• Nicole, Sally's handheld A.I., had been an ancillary character since almost the beginning of the comic. Then along came Tania Del Rio's "Stargazing", which gave her a Mobian form and sent her popularity right through the roof — and Nicole subsequently catapulted to Major Character status, overtaking even longstanding characters in the fanart department since her debut and never halting since.
    • Shard the Metal Sonic became pretty popular as well, from his design to his personality.
    • From the new reality, Eclipse the Darkling has become rather popular as well. Also, when Breezie the Hedgehog made a triumphant return after near 20 years of absence, the fandom's reception has been overwhelmingly positive.
    • The Metal Sonic introduced in issue 50 of Sonic Universe was massively popular for having a personality, bringing Metal closer to his canon portrayal, and being a One-Man Army that made the character scary and badass again.
    • Honey the Cat already had plenty of dedicated fans stemming from the game she was planned for, but thanks to her fun personality, cute design, and unique role in the series' universe, her comic debut made her an immediate fan favorite despite her only real appearance being in a single arc. Even Flynn's wife, Aleah Baker, seems to be quite the fan of hers.
    • The Downunda Freedom Fighters, particularly Barby Koala.
    • All of the Egg Bosses since the reboot. It helps they're written as being far from one-dimensional villains, being morally complex and having their own reasons for joining the Eggman Empire.
  • Epileptic Trees: There are many fans who believe that Lien-Da and Finitevus were involved at some point during the X Years Later timeline, and that he's the father of her son Rutan (this being mostly due to the fact that the tips of Rutan's dreadlocks are white, like Finitevus' fur.)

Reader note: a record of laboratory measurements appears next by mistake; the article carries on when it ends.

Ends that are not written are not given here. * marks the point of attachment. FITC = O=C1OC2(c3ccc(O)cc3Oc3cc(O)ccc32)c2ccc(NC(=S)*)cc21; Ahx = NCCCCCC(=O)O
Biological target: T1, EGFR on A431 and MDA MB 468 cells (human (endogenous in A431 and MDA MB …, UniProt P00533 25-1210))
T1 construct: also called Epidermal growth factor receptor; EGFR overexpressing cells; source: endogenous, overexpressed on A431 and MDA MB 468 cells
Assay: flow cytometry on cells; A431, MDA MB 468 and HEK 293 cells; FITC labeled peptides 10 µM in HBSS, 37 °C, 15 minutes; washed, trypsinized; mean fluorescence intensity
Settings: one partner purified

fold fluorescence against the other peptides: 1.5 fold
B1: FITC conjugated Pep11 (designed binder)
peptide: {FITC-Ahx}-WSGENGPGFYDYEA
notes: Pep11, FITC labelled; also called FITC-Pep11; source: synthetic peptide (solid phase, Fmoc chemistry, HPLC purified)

• Evil Is Cool: Notable stand-outs are Dr. Robotnik, Scourge, Mammoth Mogul, the Dark Legion, and Dr. Finitevus.
  • Evil Is Sexy:
    • Lien-Da. A sexy as hell Echidna girl in skintight leather and a habit of whip wielding? What's not to like here?
    • The Iron Queen has more than a few fans too. As does Finitevus, Scourge, Fiona, and Snively and Eggman.
    • Nicole's lynx avatar doesn't look half bad. Iron Nicole looks even better.
  • Fandom Rivalry:
    • With Fleetway's Sonic the Comic.
    • Clashes also tend to erupt with dedicated fans of the games continuity, with many arguments over which incarnation of the franchise is better and more definitive.
    • For rivalries with series outside the franchise, fans of the comics hold resentment over Riverdale, since Archie's focus on it played a big part in Archie Sonic's hiatus and eventual cancellation.
  • Fanon Discontinuity: There are a good number of people that refused to read the comic after the reboot for three main reasons:
    • The first reason is for removing every character not owned by Flynn or created by Sega or the cartoons from the comic.
    • The second reason is for how it was executed. The final storyline before the comics' reboot was not given a proper ending and so many questions and problems were left unanswered. Things would have worked better if the final storyline had a proper ending instead of giving it a combination of No Ending and Cliffhanger, but since it didn't receive one, many people wish that they would have finished the old storyline instead of ending it the way it ended.
    • Finally, for all of the Executive Meddling SEGA has done with the comic ever since its reboot. To name a few examples, the characters cannot have any Character Development unless it's approved, Sonic always has to win no matter what and the characters can have no parents or relatives. Before the reboot was forced, the comic was able to have all of that and even more creative liberty, but post-reboot, it was much more restrictive.
  • Franchise Original Sin: A lot of the problems with Ken Penders and Karl Bollers's run (too many plot points, too much focus on people other than Sonic, inconsistent art, etc.) later down the line can be traced back to their critically acclaimed earlier days (storylines like "Endgame" and "Metal Madness" are considered excellent to this day). The difference is that back then, the two weren't engaged in constant petty fights with each other over the comic's story direction and the Echidnas weren't Ken's pets. That coupled with the lack of a solid threat or plot now that Robotnik was dealt with, caused the comic to slip into its infamous Dork Age.
  • Growing the Beard: